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The of a phospholipid is polar and the long are nonpolar?

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2012-10-16 00:49:04
2012-10-16 00:49:04

The heads of a phospholipid is polar and the long tails are nonpolar

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The tail of the phospholipid is non polar. The tail is a long hydrocarbon chain.


A phospholipid molecule has a nonpolar water-insoluble head attached to a long polar soluble tail? false


Soap is actually both. It is similar to a phospholipid in that it has a polar head and a nonpolar tail.


Which is the effect of having the polar and nonpolar ends of phospholipid molecules oriented as they are in this illustration?



No, that could be a phospholipid that you're thinking of. Water is a polar molecule.


Soap is similar to a phospholipid (of a eukaryatic cell) with a polar head and two nonpolar tails


The phospholipid heads are hydrophillic and prefer the water while the tails are hydrophobic and are shielded from the water.



Lipids, man!Could be the phospholipid bilayer of a cell membrane to be more specific.phospholipidSoap and detergent molecules have a polar head and nonpolar tail to help dissolve an dwash off dirt and oil.


The phospholipid bilayer in cell membranes is both polar and nonpolar. The heads, which face the outside and inside of the cell, are polar. Thus they form hydrogen bonds with the water outside of the cell and the cytoplasm inside the cell. They are called "hydrophilic," which means they love water. The tails are on the inside of the bilayer and are nonpolar. They are hydrophobic, which literally means they are scared of water.




The general term for this property is called "amphipathicity." An example of an amphipathic molecule is a phospholipid.


A polar solute will dissolve in a polar solvent but not a nonpolar solvent. A nonpolar solvent will dissolve in a nonpolar solvent but not a polar solvent.


Nonpolar. No element on its own can be polar.


It's not polar or nonpolar, but ionic.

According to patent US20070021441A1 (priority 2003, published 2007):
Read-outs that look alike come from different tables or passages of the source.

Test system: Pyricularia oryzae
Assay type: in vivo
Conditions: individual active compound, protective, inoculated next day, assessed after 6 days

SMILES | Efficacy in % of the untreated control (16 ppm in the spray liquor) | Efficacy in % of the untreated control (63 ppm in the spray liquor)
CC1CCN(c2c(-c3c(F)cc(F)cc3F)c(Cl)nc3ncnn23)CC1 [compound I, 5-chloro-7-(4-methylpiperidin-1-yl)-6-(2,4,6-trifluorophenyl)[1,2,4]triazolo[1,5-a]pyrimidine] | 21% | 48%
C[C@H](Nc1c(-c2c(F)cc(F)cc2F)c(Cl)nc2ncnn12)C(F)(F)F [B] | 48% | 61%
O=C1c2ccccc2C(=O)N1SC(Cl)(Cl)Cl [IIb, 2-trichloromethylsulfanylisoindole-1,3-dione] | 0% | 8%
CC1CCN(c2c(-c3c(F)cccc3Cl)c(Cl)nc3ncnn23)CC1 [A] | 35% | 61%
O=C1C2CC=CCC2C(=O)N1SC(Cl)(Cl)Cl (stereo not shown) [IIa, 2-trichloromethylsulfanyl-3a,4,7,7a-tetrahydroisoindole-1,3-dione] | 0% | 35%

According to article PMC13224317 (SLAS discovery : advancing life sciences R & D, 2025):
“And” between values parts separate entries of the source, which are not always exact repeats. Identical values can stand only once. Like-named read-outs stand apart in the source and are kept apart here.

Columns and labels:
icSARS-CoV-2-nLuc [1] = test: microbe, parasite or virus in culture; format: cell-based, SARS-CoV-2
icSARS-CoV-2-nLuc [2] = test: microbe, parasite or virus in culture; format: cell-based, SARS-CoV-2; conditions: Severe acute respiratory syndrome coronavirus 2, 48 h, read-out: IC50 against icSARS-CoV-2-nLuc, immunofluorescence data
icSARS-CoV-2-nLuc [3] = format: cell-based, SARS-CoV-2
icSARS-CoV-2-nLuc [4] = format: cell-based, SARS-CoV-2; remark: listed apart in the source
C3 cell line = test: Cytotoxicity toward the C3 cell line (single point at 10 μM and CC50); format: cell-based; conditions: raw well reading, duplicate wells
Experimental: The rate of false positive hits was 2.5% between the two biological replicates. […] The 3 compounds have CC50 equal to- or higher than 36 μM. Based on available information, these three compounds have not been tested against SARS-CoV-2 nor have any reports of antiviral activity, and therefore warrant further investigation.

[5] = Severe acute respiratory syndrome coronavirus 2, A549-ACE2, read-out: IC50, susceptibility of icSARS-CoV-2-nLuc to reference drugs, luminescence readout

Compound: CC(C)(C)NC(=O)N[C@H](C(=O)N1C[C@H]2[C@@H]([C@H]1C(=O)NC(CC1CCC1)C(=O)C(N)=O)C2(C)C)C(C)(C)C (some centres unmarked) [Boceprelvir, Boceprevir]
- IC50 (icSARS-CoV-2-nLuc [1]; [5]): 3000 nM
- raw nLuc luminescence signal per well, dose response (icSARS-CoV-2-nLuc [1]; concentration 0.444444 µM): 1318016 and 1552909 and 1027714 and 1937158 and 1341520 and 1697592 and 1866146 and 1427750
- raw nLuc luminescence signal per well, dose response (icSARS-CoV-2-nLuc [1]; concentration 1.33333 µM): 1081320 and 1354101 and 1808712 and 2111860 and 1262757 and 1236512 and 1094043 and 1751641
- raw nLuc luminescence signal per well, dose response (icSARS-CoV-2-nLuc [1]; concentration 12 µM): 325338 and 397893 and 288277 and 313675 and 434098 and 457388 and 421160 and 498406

Honey is Polar and nonpolar


The head (or top) of a phospholipid is polar and the carbon chain tail is non-polar.


The structure of cell membrane allows nonpolar molecules to diffuse, but not polar molecules. Membrane architecture is in the form of a phospholipid bilayer. A single phospholipid has a "head" composed of a polar NH3 group, and two "tails" composed of nonpolar fatty acids. The lipids spontaneously arrange themselves into bilayers with the hydrophilic heads directed outward, and the hydrophobic tails facing inward. Because nonpolar solvents can only dissolve nonpolar solutes, polar molecules cannot mix with the nonpolar inside of the lipid bilayer. A polar molecule cannot cross the cell's lipid membrane without aid from a carrier protein. While this is true, there are multiple forces that dictate whether or not a molecule can cross a phospholipid membrane, including electrochemical gradients and size. Very small and non-polar molecules have a very easy time crossing the phospholipid bilayer. However, very small, polar molecules like water can also cross the phospholipid bilayer due to hydrostatic pressure and concentration gradient differences. Water will, but with some difficulty because of it's polarity. Aquaporins, protein channels embedded into cellular membranes allow for sufficient amounts of water to diffuse into cells.


The phosphate group or "head" of the phospholipid is polar.


There are many things that determine whether something is polar or nonpolar, such as the chemical structure of the molecule. In the case of water, it is polar.


It's polar. If you look at its structure, it has a large number of -OH bonds, which are polar. (Biological molecules that are nonpolar usually have long stretches of -CH bonds).


No. To get them in or out the cell active transport or Facilitated dyfusion is needed.


Mostly nonpolar. Please understand that polar or nonpolar is a continuous range, not an either or.



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